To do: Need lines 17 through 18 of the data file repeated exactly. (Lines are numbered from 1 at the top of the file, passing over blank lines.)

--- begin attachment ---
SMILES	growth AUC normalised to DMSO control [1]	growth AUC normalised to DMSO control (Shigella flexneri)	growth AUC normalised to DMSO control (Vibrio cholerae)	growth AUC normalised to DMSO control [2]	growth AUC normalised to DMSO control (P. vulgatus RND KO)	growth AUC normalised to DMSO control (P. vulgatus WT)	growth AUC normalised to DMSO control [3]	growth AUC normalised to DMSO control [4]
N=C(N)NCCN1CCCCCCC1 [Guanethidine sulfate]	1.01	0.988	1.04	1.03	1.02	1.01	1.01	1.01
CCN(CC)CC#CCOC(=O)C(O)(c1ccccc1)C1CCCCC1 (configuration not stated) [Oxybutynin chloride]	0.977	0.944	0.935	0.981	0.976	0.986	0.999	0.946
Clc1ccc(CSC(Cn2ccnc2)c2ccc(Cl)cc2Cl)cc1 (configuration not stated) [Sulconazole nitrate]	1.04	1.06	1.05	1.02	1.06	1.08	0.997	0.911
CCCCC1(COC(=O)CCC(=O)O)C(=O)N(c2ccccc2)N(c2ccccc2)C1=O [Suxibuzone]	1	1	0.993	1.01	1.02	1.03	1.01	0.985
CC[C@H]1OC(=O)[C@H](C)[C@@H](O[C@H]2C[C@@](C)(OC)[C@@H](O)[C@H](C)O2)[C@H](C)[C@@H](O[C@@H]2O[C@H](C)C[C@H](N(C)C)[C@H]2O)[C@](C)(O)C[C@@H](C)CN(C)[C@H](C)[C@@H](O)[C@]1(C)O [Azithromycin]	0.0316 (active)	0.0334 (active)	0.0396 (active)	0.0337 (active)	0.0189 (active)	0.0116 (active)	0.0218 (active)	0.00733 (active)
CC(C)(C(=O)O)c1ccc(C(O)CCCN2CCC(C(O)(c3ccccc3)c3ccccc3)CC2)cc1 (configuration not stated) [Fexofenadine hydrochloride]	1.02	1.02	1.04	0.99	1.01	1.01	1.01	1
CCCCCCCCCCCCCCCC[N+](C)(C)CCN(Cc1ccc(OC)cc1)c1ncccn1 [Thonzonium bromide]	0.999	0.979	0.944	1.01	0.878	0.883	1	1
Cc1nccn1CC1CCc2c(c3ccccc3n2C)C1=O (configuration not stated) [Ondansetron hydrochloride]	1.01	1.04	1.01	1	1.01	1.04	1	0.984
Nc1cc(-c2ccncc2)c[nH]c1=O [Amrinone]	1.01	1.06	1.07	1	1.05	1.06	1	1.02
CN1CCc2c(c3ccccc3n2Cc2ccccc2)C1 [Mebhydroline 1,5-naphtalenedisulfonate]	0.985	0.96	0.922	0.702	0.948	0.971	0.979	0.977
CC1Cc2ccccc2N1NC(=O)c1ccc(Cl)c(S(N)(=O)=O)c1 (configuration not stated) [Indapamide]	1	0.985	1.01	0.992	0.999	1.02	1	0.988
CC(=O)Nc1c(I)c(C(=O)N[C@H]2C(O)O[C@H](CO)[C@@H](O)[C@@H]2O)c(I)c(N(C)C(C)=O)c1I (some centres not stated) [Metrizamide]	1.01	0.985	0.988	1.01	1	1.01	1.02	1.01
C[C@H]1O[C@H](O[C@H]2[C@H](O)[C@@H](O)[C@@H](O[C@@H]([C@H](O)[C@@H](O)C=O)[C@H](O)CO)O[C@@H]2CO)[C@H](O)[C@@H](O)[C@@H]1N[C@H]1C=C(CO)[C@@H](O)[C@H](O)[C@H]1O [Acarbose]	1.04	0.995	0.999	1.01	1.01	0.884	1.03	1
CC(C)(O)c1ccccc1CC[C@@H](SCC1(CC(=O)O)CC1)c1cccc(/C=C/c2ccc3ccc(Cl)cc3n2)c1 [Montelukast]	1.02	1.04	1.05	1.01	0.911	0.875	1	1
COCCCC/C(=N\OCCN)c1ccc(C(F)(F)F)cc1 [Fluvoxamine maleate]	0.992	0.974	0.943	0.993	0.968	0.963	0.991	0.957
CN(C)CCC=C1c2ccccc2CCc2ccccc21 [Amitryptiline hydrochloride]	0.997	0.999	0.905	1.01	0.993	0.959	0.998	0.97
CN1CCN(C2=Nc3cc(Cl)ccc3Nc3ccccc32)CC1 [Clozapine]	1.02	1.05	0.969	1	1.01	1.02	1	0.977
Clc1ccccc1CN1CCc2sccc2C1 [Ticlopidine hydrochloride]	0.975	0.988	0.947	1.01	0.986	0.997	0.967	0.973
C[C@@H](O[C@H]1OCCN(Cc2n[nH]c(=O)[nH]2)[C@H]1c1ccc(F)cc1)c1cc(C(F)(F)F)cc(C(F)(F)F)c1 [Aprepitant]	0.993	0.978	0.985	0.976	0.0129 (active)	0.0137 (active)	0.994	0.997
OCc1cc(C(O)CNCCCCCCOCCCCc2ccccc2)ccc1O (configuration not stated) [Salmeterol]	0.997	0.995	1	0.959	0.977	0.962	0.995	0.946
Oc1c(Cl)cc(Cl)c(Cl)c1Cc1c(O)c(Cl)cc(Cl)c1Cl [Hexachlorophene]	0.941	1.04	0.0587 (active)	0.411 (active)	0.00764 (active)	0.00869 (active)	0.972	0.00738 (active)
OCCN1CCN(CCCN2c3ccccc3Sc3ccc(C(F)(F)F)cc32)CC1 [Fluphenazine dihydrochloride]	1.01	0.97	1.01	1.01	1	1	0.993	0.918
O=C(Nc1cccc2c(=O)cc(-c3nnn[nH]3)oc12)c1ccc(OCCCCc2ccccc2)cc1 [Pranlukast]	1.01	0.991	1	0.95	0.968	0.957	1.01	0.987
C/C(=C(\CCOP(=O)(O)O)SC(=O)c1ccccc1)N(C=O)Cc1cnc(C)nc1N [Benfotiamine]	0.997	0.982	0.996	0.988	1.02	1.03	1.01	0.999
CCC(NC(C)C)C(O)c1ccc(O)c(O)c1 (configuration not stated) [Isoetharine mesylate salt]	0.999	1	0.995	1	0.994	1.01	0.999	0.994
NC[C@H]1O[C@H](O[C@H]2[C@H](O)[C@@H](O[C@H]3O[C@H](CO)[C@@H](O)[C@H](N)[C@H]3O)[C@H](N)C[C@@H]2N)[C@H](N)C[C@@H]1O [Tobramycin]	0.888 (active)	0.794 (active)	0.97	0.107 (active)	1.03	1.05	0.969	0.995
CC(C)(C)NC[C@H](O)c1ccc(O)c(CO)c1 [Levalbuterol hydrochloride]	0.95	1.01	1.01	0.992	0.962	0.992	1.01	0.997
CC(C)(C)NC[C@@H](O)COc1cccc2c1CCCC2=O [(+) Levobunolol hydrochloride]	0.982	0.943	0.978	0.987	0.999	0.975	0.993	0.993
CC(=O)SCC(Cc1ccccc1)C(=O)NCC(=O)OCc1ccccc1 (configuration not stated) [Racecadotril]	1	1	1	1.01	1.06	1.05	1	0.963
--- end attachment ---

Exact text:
CN(C)CCC=C1c2ccccc2CCc2ccccc21 [Amitryptiline hydrochloride]	0.997	0.999	0.905	1.01	0.993	0.959	0.998	0.97
CN1CCN(C2=Nc3cc(Cl)ccc3Nc3ccccc32)CC1 [Clozapine]	1.02	1.05	0.969	1	1.01	1.02	1	0.977